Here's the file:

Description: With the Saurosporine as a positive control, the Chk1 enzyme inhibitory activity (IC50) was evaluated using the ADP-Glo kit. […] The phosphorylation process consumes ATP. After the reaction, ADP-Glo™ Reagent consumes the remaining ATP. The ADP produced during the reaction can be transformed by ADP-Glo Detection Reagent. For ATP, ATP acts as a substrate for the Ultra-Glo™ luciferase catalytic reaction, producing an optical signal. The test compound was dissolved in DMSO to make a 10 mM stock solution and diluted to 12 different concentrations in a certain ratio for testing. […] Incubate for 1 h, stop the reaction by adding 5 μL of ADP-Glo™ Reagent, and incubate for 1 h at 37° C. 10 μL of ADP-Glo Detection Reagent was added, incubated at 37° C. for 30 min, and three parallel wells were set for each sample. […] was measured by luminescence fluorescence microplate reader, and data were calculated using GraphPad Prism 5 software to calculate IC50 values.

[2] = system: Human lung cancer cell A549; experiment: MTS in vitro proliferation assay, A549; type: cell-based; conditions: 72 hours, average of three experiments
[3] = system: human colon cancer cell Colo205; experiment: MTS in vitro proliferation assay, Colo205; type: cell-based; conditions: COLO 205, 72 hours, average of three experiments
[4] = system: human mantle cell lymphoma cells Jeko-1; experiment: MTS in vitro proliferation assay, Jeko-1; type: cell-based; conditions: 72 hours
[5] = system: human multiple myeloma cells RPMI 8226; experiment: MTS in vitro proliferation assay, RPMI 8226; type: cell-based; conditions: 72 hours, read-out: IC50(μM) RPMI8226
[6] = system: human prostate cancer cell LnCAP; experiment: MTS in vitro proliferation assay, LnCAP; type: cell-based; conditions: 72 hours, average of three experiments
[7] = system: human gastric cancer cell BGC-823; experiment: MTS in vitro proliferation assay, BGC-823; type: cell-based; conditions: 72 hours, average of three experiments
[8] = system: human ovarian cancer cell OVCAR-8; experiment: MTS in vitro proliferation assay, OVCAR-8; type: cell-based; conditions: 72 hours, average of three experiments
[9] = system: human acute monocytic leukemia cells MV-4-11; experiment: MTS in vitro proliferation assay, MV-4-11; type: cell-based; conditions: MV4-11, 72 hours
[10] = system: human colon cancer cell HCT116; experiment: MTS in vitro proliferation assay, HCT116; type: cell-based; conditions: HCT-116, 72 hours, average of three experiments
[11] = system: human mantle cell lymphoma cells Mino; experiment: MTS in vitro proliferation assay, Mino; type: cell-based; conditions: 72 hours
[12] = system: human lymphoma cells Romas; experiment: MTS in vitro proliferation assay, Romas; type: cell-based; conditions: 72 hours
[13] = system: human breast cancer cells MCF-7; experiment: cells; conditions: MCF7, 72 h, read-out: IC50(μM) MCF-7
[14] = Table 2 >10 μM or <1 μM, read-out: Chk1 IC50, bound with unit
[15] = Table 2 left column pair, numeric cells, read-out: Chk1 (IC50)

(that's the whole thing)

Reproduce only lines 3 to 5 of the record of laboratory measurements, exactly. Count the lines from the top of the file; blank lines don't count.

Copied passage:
[3] = system: human colon cancer cell Colo205; experiment: MTS in vitro proliferation assay, Colo205; type: cell-based; conditions: COLO 205, 72 hours, average of three experiments
[4] = system: human mantle cell lymphoma cells Jeko-1; experiment: MTS in vitro proliferation assay, Jeko-1; type: cell-based; conditions: 72 hours
[5] = system: human multiple myeloma cells RPMI 8226; experiment: MTS in vitro proliferation assay, RPMI 8226; type: cell-based; conditions: 72 hours, read-out: IC50(μM) RPMI8226